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CSP welcomes ‘step forward’ on first contact physios

31 October 2017 - 5:47pm

NHS England’s public statement that more physiotherapists will become the first point of contact for patients with musculoskeletal problems from next year has been hailed as a ‘really big step forward’ by the CSP’s head of policy Rachel Newton.  

First contact physio scheme to be rolled out across England

From 2018 physiotherapists will become the first point of contact for patients with musculoskeletal problems in England

NHS England’s national primary care director Dr Arvind Madan told last week’s Royal College of General Practitioners’ conference that, following successful pilots, his ambition was to begin rolling out the scheme across the country in 2018.

It would mean that ‘patients with musculoskeletal issues can have direct access to musculoskeletal professionals and they don't always, necessarily, go by the GP consulting room,’ he said.

Around one fifth of all patients visiting a GP present with musculoskeletal problems but at present many do not get to see a physio until their symptoms have significantly worsened.

Improved outcomes

A number of pilots have been running in various parts of the UK where an advanced practice physio, based in a GP surgery, is the first point of contact for patients with MSK problems.

The results have shown improved patient outcomes, high satisfaction rates and significant cost savings. There is no evidence that patient demand has increased as a result.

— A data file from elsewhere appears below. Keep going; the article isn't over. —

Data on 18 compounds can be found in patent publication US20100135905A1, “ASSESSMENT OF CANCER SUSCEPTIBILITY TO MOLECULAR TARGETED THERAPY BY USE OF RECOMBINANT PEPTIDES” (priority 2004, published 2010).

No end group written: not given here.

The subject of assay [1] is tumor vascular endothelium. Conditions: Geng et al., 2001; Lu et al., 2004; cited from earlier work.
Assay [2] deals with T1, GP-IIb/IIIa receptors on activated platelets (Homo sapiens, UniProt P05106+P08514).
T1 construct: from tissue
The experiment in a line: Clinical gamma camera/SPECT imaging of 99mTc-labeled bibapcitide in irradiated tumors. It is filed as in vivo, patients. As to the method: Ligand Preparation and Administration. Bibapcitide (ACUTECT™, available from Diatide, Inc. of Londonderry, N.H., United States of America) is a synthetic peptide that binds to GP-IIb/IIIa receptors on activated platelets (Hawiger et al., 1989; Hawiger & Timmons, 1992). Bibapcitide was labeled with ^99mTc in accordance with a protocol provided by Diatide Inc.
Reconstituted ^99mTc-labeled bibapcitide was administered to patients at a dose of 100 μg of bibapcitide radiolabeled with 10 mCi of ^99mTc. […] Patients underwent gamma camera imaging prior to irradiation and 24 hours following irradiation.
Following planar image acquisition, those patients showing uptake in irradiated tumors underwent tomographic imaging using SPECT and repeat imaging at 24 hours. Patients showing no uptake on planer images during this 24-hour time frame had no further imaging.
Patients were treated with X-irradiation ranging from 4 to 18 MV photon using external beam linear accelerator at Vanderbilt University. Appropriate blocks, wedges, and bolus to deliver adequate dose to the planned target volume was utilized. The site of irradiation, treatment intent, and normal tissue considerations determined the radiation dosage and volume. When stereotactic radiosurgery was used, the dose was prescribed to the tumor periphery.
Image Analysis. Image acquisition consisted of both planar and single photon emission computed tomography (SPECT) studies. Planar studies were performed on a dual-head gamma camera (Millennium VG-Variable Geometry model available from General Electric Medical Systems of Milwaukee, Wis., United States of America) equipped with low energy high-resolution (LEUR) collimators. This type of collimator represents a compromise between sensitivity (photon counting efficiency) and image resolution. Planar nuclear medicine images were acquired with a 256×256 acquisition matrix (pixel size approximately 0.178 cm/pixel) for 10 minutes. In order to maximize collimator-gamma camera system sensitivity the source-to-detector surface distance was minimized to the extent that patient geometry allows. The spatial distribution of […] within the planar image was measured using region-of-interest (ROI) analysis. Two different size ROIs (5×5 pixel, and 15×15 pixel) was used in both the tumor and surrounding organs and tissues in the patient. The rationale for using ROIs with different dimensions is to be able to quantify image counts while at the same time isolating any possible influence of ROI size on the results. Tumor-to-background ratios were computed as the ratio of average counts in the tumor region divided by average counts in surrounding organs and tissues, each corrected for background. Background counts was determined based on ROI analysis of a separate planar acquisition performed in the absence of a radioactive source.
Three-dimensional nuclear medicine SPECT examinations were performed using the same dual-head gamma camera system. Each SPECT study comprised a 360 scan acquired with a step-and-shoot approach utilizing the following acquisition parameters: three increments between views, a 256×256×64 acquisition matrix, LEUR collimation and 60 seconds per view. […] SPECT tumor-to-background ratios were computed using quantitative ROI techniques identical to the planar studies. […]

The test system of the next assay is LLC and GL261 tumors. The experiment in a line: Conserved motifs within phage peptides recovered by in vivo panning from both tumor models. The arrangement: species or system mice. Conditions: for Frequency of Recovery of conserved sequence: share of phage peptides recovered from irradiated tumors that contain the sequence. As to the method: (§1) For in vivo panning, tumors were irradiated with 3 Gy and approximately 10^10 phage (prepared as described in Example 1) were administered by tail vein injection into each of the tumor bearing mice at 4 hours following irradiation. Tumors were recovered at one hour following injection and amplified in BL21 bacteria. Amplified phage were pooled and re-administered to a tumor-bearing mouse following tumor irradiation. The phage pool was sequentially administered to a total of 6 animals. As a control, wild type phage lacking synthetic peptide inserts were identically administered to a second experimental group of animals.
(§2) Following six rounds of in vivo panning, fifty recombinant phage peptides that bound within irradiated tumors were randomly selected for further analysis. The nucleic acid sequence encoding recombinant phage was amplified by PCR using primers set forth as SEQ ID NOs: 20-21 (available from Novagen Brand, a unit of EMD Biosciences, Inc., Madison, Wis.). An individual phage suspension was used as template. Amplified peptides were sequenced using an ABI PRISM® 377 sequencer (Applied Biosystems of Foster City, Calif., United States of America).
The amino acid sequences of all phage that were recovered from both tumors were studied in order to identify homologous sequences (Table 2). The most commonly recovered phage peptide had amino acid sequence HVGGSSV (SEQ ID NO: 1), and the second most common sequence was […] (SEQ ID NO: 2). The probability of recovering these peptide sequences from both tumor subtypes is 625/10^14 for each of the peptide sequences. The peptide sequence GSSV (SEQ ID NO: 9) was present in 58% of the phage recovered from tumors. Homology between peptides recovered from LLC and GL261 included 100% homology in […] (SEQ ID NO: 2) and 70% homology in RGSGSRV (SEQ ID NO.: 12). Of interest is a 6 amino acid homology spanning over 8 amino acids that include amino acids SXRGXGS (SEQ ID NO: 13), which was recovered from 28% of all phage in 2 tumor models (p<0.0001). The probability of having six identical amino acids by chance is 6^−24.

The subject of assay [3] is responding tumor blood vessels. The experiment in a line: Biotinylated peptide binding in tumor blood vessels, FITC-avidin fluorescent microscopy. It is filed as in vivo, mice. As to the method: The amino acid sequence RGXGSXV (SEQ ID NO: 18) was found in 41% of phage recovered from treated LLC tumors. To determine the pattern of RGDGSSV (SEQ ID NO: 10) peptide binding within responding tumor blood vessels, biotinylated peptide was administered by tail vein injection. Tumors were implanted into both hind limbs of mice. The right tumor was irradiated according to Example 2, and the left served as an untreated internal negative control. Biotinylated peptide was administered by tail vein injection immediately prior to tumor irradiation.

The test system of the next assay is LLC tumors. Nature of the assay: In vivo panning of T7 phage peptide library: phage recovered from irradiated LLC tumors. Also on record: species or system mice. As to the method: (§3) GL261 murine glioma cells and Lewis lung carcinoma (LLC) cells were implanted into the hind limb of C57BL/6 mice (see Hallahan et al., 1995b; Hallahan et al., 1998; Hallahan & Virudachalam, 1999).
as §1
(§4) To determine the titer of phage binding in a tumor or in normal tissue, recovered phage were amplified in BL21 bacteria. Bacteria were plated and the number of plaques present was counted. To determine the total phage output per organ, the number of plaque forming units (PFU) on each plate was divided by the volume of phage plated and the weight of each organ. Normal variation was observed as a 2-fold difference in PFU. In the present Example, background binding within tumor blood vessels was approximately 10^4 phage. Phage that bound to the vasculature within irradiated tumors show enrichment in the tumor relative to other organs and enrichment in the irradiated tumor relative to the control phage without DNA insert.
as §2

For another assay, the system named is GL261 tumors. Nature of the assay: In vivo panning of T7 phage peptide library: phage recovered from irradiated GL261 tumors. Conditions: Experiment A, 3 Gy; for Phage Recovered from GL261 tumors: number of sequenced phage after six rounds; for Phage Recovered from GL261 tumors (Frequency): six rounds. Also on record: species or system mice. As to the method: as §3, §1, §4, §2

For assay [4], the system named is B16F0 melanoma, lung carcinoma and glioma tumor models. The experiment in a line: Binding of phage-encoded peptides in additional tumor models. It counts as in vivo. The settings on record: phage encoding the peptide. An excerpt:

Ms Newton said the CSP had been pressing the case for first contact physios for the last two years. She welcomed the latest announcement, which was ‘a really big step along the way – it’s not the first but it’s the most concrete indication so far.

‘The biggest benefit will be to patients because it means that somebody with an MSK issue gets faster access to a better service within primary care at the point where they are most likely to go for help. And that means they are likely to get better more quickly.’

More physios needed

The full roll-out of the scheme will take a few years, she said, because of current shortages of physios and the way services are funded. But significant progress could be made with the existing workforce, particularly if more physios received advanced practice training.

Ms Newton said the first contact approach for MSK could also work as a model for other groups of patients such as the frail older people and those with COPD.

‘This is a strong indication of intent, but it is not a done deal,’ said Ms Newton. ‘The CSP has a lot still to do to get this ambition underpinned by concrete support from NHS England. It is not yet mandatory guidance for CCGs.’

She said members still needed to continue to convince them of the case, and build support from their local medical councils and GP federations.

‘Most importantly we all need to keep talking, sharing and working together – keep an eye out for CSP events in the coming months.’

If you want advice on what you can do contact enquiries@csp.org.uk

 

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